Friday 5 August 2011

Medical & News: What Causes Cancer? -- Part 2

A joke or the reality? A poster created by an anti-nuclear website
Okay, so our story continues.

Last entry, I left you with a few questions,

  1. Can you prolonged radiation exposure causes cell mutation causes cancer?
  2. Are the construction materials always safe?
  3. Are the construction materials never radioactive enough to harm us?

To answer these questions, first we have to learn something about radioactivity of construction materials.

©Shutterstock, 2010
Radon is released naturally and is not a type of radioactivity
that is released by power plants or industry.
Haquin (?) explains in his article Natural Radioactivity and Radon in Building Materials,

"Most building materials of natural origin contain small amounts of Naturally Occurring Radioactive Materials (NORM), mainly radionuclides from the 226Ra and 232Th decay chains and 40K. Building materials of natural origin reflect the geology of their site of origin. The average 226Ra, 232Th and 40K activity concentration in the Earth's crust is 35, 30 and 400 Bq/kg...

Bricks made from coal ashes
...Recycled industrial by-products containing Technologically Enhanced Natural Occurring Radioactive Materials (TENORM) are extensively used in the construction industry. Coal ash, produced as waste in the combustion of coal, is used as an additive to cement, in concrete and in some countries bricks are made from fly ash. Coal slag is used in floor structures as insulating filling material. Phosphogypsum, a by-product in the production of phosphorous fertilizers is used as building material, and red mud, a waste from primary aluminum production, is used in bricks, ceramics and tiles [3, 4]." (p.1)

A certificate in Chinese stating that their ceramics
is within the accepted radioactivity level
Surprised at how commonly we are exposed to possible high dose of radiation? This does not surprise me at all because I knew this long ago, but definitely surprises some of you. Even in Japan, a country of citizens so detailed, have been using sewage slag as construction material (see Highly Radioactive (170,000 Bq/Kg) Sewage Slag Found In TOKYO, Has Already Been Sold As Construction Material!!!)(13th May, 2011).

Radioactive Slag. Russia.
Photo by Blacksmith Institute.
In addition to these construction materials, there are also others... for example, natural stones.

Laboratory of environmental radioactivity of Russia published on its website,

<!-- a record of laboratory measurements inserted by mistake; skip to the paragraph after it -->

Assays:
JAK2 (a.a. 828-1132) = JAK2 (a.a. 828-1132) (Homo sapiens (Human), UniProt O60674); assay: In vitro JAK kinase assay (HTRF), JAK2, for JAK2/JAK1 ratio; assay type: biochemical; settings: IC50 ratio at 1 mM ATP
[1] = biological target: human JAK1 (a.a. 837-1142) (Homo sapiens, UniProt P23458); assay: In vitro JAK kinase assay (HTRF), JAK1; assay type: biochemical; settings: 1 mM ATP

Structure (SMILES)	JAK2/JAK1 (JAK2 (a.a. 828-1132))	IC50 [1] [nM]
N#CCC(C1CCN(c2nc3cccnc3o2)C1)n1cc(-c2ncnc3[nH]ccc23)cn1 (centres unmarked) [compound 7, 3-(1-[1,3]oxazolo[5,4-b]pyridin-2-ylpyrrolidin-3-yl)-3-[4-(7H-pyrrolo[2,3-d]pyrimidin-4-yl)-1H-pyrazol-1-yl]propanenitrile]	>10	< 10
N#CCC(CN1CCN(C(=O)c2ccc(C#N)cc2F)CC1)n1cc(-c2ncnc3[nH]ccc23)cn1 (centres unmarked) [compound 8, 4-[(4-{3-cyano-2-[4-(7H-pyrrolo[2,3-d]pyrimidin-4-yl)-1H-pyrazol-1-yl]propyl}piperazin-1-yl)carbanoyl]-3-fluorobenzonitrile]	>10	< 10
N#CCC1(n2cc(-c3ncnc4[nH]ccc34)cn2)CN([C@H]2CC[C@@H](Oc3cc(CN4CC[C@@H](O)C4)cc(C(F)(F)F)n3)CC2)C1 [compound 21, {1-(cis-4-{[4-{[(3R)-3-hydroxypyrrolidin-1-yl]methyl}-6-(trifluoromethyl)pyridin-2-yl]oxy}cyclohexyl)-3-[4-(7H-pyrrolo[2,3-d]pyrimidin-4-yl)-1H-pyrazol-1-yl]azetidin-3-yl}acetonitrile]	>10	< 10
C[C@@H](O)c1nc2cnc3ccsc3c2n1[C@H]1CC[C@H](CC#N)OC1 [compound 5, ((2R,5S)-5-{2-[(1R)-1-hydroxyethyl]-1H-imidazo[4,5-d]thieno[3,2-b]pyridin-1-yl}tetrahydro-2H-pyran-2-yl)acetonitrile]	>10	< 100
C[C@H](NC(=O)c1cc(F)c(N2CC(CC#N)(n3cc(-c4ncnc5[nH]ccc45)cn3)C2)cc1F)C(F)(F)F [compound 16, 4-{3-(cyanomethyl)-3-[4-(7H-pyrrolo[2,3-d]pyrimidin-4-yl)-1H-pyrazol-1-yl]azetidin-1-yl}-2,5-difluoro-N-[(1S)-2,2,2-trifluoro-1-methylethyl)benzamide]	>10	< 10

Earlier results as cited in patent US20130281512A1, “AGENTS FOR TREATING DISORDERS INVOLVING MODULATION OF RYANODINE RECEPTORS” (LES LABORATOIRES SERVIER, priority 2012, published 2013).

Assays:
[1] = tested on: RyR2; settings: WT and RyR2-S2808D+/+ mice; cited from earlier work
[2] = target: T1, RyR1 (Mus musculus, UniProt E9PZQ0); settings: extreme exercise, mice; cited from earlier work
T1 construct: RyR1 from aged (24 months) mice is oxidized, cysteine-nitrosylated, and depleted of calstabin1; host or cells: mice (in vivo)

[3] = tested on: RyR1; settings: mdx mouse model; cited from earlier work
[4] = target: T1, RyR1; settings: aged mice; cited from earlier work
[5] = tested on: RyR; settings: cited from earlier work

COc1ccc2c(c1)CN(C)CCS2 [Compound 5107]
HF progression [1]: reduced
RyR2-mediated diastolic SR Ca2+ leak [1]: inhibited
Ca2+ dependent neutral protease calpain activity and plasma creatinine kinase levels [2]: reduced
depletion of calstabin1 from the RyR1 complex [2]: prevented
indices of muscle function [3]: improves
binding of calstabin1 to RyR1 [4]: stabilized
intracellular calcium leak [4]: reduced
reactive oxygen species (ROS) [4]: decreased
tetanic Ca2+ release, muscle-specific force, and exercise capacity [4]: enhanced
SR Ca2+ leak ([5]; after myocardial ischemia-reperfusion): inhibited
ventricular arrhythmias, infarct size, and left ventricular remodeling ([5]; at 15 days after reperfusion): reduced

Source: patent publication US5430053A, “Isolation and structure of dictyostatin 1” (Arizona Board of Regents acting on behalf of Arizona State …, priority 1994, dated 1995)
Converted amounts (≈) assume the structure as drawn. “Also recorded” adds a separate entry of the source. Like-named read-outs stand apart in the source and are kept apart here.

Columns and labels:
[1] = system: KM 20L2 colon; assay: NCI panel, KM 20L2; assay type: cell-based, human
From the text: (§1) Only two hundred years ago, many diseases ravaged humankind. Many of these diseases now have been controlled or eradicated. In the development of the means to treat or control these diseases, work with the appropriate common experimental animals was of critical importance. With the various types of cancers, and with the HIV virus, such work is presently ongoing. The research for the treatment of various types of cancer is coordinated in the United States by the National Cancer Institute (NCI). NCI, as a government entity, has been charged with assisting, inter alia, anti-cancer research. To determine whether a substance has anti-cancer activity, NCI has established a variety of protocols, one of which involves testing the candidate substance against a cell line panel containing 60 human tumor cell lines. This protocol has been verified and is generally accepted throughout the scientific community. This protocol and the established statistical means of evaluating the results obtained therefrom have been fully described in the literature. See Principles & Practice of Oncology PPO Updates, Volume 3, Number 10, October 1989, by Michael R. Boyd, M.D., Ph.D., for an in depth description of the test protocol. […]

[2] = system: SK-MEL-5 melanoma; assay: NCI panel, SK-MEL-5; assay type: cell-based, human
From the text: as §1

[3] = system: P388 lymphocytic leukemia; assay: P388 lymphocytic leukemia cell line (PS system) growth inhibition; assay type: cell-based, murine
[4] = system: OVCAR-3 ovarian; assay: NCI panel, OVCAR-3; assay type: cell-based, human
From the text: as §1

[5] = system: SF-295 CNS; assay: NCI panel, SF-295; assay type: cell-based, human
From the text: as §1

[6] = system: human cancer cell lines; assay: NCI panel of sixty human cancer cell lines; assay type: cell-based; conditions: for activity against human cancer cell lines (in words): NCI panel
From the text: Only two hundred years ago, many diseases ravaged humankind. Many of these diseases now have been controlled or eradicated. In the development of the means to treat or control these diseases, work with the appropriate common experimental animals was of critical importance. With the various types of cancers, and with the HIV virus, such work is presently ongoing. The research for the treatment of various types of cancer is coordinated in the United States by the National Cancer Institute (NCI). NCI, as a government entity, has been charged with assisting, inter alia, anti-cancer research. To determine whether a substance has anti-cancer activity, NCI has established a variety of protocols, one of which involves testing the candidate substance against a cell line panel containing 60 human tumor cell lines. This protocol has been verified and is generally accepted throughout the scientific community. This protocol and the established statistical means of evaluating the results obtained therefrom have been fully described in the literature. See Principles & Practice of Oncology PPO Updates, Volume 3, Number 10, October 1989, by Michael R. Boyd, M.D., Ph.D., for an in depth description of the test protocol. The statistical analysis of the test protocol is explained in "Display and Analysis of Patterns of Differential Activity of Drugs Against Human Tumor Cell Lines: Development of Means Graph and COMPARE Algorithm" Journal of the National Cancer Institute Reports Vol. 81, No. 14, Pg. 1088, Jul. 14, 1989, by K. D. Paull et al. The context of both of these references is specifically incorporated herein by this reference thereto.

"Natural stone (or based on it) so called prestige decoration materials usage shows fast and constant increaseThe materials mentioned can have a significant radiation background and can cause negative consequences for men's health with long-duration internal irradiation"

Nathaniel Brooks for The New York Times
DETECTION Using devices like the Geiger counter and the radiation detection instrument Stanley Liebert measures the radiation and radon emanating from granite like that in Lynn Sugarman’s kitchen counters.

Pay special attention to the last sentence, and you'll know, it is possible that one will be exposed to high radiation which will damage a person's health in the long run. Such concern has also been voiced by Dr. Ed Zimney, MD  (2008) in his article Granite and radiation: Are you at risk? and reported by Murphy (2008) on The New York Times article What's Lurking in Your Countertop?

Another source of possible radioactive construction materials is the leaks from nuclear plants.

Smoke volume emits from the Huizhou Refinery operated by the China National Offshore Oil Corp inHuizhouGuangdong provinceon July 11, 2011. [Photo/CFP] 
Radiation and Nuclear Safety Authority of Finland -- S√§teilyturvakeskus (STUK)  published Guide ST 12.2 on the 17th December 2010 named The Radioactivity of Building Materials and Ash states that,

"some industrial by-products also contain radionuclides, caesium (137Cs) in particular, which are spread into the environment due to fallout from nuclear weapons tests and industrial nuclear accidents. If such a by-product is incorporated into building material, the final product will also contain these artificial radionuclides..."(p.3)

Well, you might be thinking, we don't have any nuclear weapons tests or industrial nuclear accidents near Hong Kong, what's there to worry about???? Idiot Locky!!! 

Well, you haven't been keeping track with the news: Refinery blaze 'never threatened nuke plant' -- China Daily (11th Jul, 2011)

This happened just outside Dayawan Nuclear Power Station.
Firefighters battle a blaze at the Huizhou Refinery operated by the China National Offshore Oil Corp
in Huizhou, Guangdong province, on Monday. Chen Yubin / for China Daily
These things might just be happening more often than you think.

Also, think about it, where are most cement used in Hong Kong made? In Hong Kong? In Guangdong? What about the steel bars? Which part of China? I hope you have some answers in your mind.

In terms of radioactive construction materials, what did our government say?

LCQ5: Construction materials with radioactive substances
Following is a question by the Hon Ho Chung-tai and a reply by the Secretary for Planning and Lands, Mr John C Tsang, in the Legislative Council today (December 5):


Will the Government inform this Council whether: